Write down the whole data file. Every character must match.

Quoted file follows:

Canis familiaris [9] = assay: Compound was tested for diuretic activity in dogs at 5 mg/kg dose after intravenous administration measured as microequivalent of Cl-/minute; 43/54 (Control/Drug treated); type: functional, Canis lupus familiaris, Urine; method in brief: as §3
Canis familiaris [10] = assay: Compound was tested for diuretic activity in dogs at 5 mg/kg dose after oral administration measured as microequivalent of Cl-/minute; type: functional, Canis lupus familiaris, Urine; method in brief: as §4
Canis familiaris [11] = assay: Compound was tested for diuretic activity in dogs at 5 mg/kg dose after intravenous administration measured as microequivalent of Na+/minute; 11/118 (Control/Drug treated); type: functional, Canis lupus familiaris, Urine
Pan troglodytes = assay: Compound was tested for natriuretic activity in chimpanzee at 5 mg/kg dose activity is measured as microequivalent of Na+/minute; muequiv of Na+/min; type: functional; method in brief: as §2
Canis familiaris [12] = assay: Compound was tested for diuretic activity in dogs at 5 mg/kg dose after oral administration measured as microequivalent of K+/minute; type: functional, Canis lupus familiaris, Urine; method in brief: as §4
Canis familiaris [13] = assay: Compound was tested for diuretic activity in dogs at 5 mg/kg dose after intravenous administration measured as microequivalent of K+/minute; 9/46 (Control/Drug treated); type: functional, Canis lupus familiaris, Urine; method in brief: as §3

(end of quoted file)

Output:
Canis familiaris [9] = assay: Compound was tested for diuretic activity in dogs at 5 mg/kg dose after intravenous administration measured as microequivalent of Cl-/minute; 43/54 (Control/Drug treated); type: functional, Canis lupus familiaris, Urine; method in brief: as §3
Canis familiaris [10] = assay: Compound was tested for diuretic activity in dogs at 5 mg/kg dose after oral administration measured as microequivalent of Cl-/minute; type: functional, Canis lupus familiaris, Urine; method in brief: as §4
Canis familiaris [11] = assay: Compound was tested for diuretic activity in dogs at 5 mg/kg dose after intravenous administration measured as microequivalent of Na+/minute; 11/118 (Control/Drug treated); type: functional, Canis lupus familiaris, Urine
Pan troglodytes = assay: Compound was tested for natriuretic activity in chimpanzee at 5 mg/kg dose activity is measured as microequivalent of Na+/minute; muequiv of Na+/min; type: functional; method in brief: as §2
Canis familiaris [12] = assay: Compound was tested for diuretic activity in dogs at 5 mg/kg dose after oral administration measured as microequivalent of K+/minute; type: functional, Canis lupus familiaris, Urine; method in brief: as §4
Canis familiaris [13] = assay: Compound was tested for diuretic activity in dogs at 5 mg/kg dose after intravenous administration measured as microequivalent of K+/minute; 9/46 (Control/Drug treated); type: functional, Canis lupus familiaris, Urine; method in brief: as §3